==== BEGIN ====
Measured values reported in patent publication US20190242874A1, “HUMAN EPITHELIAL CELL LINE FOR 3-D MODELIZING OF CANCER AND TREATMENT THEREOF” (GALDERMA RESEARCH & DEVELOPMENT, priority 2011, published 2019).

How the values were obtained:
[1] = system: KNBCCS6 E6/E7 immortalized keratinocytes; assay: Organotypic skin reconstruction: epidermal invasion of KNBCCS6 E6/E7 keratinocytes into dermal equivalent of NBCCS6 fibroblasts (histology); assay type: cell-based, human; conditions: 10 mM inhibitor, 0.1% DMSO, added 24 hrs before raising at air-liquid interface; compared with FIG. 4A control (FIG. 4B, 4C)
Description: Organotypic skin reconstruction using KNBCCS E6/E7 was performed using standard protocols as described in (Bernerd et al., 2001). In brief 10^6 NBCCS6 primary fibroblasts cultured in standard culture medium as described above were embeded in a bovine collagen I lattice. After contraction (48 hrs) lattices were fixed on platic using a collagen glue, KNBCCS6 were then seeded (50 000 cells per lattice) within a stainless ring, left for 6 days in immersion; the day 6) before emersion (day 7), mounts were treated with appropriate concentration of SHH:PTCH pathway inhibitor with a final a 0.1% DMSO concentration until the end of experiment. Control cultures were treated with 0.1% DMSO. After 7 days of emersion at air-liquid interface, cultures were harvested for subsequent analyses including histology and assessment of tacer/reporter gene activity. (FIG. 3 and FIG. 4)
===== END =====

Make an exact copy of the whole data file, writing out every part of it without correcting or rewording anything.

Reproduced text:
Measured values reported in patent publication US20190242874A1, “HUMAN EPITHELIAL CELL LINE FOR 3-D MODELIZING OF CANCER AND TREATMENT THEREOF” (GALDERMA RESEARCH & DEVELOPMENT, priority 2011, published 2019).

How the values were obtained:
[1] = system: KNBCCS6 E6/E7 immortalized keratinocytes; assay: Organotypic skin reconstruction: epidermal invasion of KNBCCS6 E6/E7 keratinocytes into dermal equivalent of NBCCS6 fibroblasts (histology); assay type: cell-based, human; conditions: 10 mM inhibitor, 0.1% DMSO, added 24 hrs before raising at air-liquid interface; compared with FIG. 4A control (FIG. 4B, 4C)
Description: Organotypic skin reconstruction using KNBCCS E6/E7 was performed using standard protocols as described in (Bernerd et al., 2001). In brief 10^6 NBCCS6 primary fibroblasts cultured in standard culture medium as described above were embeded in a bovine collagen I lattice. After contraction (48 hrs) lattices were fixed on platic using a collagen glue, KNBCCS6 were then seeded (50 000 cells per lattice) within a stainless ring, left for 6 days in immersion; the day 6) before emersion (day 7), mounts were treated with appropriate concentration of SHH:PTCH pathway inhibitor with a final a 0.1% DMSO concentration until the end of experiment. Control cultures were treated with 0.1% DMSO. After 7 days of emersion at air-liquid interface, cultures were harvested for subsequent analyses including histology and assessment of tacer/reporter gene activity. (FIG. 3 and FIG. 4)